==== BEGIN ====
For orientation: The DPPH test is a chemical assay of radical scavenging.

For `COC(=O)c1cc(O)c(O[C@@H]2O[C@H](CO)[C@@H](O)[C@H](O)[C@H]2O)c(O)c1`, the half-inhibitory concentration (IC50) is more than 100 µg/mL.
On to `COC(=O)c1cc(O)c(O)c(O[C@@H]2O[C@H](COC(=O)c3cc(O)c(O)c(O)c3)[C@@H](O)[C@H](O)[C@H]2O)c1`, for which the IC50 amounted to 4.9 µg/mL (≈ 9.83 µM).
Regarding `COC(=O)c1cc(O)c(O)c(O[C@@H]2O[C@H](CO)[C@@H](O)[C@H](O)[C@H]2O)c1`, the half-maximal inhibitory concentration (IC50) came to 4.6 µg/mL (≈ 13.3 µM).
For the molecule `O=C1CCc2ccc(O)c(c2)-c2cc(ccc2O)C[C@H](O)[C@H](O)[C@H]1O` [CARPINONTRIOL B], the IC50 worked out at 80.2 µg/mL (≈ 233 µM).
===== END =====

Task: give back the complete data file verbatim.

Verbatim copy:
For orientation: The DPPH test is a chemical assay of radical scavenging.

For `COC(=O)c1cc(O)c(O[C@@H]2O[C@H](CO)[C@@H](O)[C@H](O)[C@H]2O)c(O)c1`, the half-inhibitory concentration (IC50) is more than 100 µg/mL.
On to `COC(=O)c1cc(O)c(O)c(O[C@@H]2O[C@H](COC(=O)c3cc(O)c(O)c(O)c3)[C@@H](O)[C@H](O)[C@H]2O)c1`, for which the IC50 amounted to 4.9 µg/mL (≈ 9.83 µM).
Regarding `COC(=O)c1cc(O)c(O)c(O[C@@H]2O[C@H](CO)[C@@H](O)[C@H](O)[C@H]2O)c1`, the half-maximal inhibitory concentration (IC50) came to 4.6 µg/mL (≈ 13.3 µM).
For the molecule `O=C1CCc2ccc(O)c(c2)-c2cc(ccc2O)C[C@H](O)[C@H](O)[C@H]1O` [CARPINONTRIOL B], the IC50 worked out at 80.2 µg/mL (≈ 233 µM).